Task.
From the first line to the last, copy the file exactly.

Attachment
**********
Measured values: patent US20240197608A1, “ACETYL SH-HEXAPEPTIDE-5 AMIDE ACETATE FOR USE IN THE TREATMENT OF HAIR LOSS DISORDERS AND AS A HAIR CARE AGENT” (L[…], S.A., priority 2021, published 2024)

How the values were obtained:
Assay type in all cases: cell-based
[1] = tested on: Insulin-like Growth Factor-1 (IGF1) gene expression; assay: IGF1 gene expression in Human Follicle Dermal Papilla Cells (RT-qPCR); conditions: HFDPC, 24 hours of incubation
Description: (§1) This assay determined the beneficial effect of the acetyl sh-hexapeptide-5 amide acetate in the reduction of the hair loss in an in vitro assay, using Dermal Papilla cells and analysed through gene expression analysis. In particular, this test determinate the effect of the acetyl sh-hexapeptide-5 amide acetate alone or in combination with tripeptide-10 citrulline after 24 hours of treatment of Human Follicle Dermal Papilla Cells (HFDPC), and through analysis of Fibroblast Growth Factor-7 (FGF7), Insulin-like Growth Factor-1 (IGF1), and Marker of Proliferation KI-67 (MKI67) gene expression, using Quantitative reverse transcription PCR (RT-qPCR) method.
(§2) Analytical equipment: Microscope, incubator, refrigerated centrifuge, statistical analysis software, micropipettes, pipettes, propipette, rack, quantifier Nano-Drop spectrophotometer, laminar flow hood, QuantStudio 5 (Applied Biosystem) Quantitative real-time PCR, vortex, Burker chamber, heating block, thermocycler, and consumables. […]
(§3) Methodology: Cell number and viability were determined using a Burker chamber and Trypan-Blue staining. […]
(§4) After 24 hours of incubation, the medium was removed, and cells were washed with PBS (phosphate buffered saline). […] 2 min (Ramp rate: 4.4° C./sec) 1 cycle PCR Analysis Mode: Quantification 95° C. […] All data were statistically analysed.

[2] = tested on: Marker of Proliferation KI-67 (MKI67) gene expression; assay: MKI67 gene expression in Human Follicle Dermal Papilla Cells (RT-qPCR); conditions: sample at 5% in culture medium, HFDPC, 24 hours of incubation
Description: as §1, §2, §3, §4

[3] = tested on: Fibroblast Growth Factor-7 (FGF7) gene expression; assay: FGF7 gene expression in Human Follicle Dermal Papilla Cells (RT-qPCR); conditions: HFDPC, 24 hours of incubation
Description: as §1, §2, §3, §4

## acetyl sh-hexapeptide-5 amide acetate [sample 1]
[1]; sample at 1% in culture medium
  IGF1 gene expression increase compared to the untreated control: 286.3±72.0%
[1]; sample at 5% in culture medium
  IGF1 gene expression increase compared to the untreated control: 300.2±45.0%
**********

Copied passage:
Measured values: patent US20240197608A1, “ACETYL SH-HEXAPEPTIDE-5 AMIDE ACETATE FOR USE IN THE TREATMENT OF HAIR LOSS DISORDERS AND AS A HAIR CARE AGENT” (L[…], S.A., priority 2021, published 2024)

How the values were obtained:
Assay type in all cases: cell-based
[1] = tested on: Insulin-like Growth Factor-1 (IGF1) gene expression; assay: IGF1 gene expression in Human Follicle Dermal Papilla Cells (RT-qPCR); conditions: HFDPC, 24 hours of incubation
Description: (§1) This assay determined the beneficial effect of the acetyl sh-hexapeptide-5 amide acetate in the reduction of the hair loss in an in vitro assay, using Dermal Papilla cells and analysed through gene expression analysis. In particular, this test determinate the effect of the acetyl sh-hexapeptide-5 amide acetate alone or in combination with tripeptide-10 citrulline after 24 hours of treatment of Human Follicle Dermal Papilla Cells (HFDPC), and through analysis of Fibroblast Growth Factor-7 (FGF7), Insulin-like Growth Factor-1 (IGF1), and Marker of Proliferation KI-67 (MKI67) gene expression, using Quantitative reverse transcription PCR (RT-qPCR) method.
(§2) Analytical equipment: Microscope, incubator, refrigerated centrifuge, statistical analysis software, micropipettes, pipettes, propipette, rack, quantifier Nano-Drop spectrophotometer, laminar flow hood, QuantStudio 5 (Applied Biosystem) Quantitative real-time PCR, vortex, Burker chamber, heating block, thermocycler, and consumables. […]
(§3) Methodology: Cell number and viability were determined using a Burker chamber and Trypan-Blue staining. […]
(§4) After 24 hours of incubation, the medium was removed, and cells were washed with PBS (phosphate buffered saline). […] 2 min (Ramp rate: 4.4° C./sec) 1 cycle PCR Analysis Mode: Quantification 95° C. […] All data were statistically analysed.

[2] = tested on: Marker of Proliferation KI-67 (MKI67) gene expression; assay: MKI67 gene expression in Human Follicle Dermal Papilla Cells (RT-qPCR); conditions: sample at 5% in culture medium, HFDPC, 24 hours of incubation
Description: as §1, §2, §3, §4

[3] = tested on: Fibroblast Growth Factor-7 (FGF7) gene expression; assay: FGF7 gene expression in Human Follicle Dermal Papilla Cells (RT-qPCR); conditions: HFDPC, 24 hours of incubation
Description: as §1, §2, §3, §4

## acetyl sh-hexapeptide-5 amide acetate [sample 1]
[1]; sample at 1% in culture medium
  IGF1 gene expression increase compared to the untreated control: 286.3±72.0%
[1]; sample at 5% in culture medium
  IGF1 gene expression increase compared to the untreated control: 300.2±45.0%